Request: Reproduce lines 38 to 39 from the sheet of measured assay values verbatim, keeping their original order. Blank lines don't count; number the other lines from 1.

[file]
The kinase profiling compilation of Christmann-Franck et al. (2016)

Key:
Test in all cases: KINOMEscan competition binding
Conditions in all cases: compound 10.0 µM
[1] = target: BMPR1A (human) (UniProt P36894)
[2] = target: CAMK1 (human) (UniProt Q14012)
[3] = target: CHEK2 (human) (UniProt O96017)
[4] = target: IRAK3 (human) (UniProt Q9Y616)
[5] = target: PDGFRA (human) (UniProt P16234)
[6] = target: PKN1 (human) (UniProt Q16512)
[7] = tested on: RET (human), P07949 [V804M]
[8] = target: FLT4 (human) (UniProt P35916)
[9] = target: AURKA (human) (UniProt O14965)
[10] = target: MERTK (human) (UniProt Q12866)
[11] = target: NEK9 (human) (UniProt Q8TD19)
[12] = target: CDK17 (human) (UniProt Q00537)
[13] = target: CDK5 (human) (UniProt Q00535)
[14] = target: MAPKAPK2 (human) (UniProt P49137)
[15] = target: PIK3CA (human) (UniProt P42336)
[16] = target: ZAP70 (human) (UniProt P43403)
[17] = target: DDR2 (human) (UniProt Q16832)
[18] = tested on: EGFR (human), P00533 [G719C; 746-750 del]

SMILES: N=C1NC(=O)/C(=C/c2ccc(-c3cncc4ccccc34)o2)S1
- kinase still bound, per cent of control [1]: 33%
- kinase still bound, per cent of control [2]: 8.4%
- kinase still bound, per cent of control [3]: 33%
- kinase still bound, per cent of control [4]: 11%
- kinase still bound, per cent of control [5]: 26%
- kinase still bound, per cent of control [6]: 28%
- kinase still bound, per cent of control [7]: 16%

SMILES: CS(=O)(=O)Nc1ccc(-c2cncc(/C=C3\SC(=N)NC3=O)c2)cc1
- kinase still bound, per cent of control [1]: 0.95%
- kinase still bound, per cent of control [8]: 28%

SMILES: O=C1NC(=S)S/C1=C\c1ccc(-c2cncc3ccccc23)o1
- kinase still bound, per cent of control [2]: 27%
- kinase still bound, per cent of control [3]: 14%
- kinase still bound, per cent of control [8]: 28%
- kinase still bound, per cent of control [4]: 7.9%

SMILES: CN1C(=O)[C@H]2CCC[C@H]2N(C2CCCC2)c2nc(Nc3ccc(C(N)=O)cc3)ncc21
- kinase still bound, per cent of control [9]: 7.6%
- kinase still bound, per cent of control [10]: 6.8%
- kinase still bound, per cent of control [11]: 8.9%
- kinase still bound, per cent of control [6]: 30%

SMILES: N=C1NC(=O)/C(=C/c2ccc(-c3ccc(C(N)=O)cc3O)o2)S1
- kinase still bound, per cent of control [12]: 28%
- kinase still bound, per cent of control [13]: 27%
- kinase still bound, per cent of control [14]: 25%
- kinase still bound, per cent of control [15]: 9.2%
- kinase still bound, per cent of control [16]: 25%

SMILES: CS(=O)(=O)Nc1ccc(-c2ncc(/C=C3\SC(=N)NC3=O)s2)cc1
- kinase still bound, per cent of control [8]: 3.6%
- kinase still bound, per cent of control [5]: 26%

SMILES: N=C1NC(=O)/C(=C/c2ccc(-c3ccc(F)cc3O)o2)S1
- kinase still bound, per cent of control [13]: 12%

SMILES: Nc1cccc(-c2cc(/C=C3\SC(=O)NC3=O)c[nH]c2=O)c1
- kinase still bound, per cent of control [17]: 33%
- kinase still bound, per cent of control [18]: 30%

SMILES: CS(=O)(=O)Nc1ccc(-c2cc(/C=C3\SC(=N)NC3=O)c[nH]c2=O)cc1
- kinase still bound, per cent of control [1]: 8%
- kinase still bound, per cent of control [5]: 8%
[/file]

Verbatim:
- kinase still bound, per cent of control [4]: 7.9%

SMILES: CN1C(=O)[C@H]2CCC[C@H]2N(C2CCCC2)c2nc(Nc3ccc(C(N)=O)cc3)ncc21